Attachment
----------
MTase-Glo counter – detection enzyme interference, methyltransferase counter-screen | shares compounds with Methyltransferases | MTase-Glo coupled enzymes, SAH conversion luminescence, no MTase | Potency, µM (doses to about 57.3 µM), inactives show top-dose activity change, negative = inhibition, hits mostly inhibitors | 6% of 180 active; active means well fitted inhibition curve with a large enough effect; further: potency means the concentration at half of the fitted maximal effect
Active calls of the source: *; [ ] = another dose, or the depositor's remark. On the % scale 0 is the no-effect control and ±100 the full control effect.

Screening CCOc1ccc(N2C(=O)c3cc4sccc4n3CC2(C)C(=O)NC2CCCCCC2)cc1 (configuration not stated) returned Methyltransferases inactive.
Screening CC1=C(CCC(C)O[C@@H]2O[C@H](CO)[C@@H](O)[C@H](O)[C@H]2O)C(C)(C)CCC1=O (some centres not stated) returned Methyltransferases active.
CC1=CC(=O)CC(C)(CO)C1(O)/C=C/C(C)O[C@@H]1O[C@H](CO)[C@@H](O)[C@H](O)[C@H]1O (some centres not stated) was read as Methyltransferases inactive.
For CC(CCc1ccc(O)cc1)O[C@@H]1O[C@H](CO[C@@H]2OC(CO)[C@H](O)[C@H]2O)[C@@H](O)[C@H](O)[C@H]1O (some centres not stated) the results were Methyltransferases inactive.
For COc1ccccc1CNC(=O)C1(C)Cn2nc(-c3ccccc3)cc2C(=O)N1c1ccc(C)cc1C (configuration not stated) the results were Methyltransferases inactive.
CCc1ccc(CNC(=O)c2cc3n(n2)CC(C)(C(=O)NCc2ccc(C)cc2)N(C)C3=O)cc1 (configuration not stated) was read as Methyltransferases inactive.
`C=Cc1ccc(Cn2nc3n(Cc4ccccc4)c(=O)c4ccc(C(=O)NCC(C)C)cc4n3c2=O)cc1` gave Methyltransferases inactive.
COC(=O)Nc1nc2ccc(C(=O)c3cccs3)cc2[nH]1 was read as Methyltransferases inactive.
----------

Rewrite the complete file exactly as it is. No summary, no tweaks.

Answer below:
MTase-Glo counter – detection enzyme interference, methyltransferase counter-screen | shares compounds with Methyltransferases | MTase-Glo coupled enzymes, SAH conversion luminescence, no MTase | Potency, µM (doses to about 57.3 µM), inactives show top-dose activity change, negative = inhibition, hits mostly inhibitors | 6% of 180 active; active means well fitted inhibition curve with a large enough effect; further: potency means the concentration at half of the fitted maximal effect
Active calls of the source: *; [ ] = another dose, or the depositor's remark. On the % scale 0 is the no-effect control and ±100 the full control effect.

Screening CCOc1ccc(N2C(=O)c3cc4sccc4n3CC2(C)C(=O)NC2CCCCCC2)cc1 (configuration not stated) returned Methyltransferases inactive.
Screening CC1=C(CCC(C)O[C@@H]2O[C@H](CO)[C@@H](O)[C@H](O)[C@H]2O)C(C)(C)CCC1=O (some centres not stated) returned Methyltransferases active.
CC1=CC(=O)CC(C)(CO)C1(O)/C=C/C(C)O[C@@H]1O[C@H](CO)[C@@H](O)[C@H](O)[C@H]1O (some centres not stated) was read as Methyltransferases inactive.
For CC(CCc1ccc(O)cc1)O[C@@H]1O[C@H](CO[C@@H]2OC(CO)[C@H](O)[C@H]2O)[C@@H](O)[C@H](O)[C@H]1O (some centres not stated) the results were Methyltransferases inactive.
For COc1ccccc1CNC(=O)C1(C)Cn2nc(-c3ccccc3)cc2C(=O)N1c1ccc(C)cc1C (configuration not stated) the results were Methyltransferases inactive.
CCc1ccc(CNC(=O)c2cc3n(n2)CC(C)(C(=O)NCc2ccc(C)cc2)N(C)C3=O)cc1 (configuration not stated) was read as Methyltransferases inactive.
`C=Cc1ccc(Cn2nc3n(Cc4ccccc4)c(=O)c4ccc(C(=O)NCC(C)C)cc4n3c2=O)cc1` gave Methyltransferases inactive.
COC(=O)Nc1nc2ccc(C(=O)c3cccs3)cc2[nH]1 was read as Methyltransferases inactive.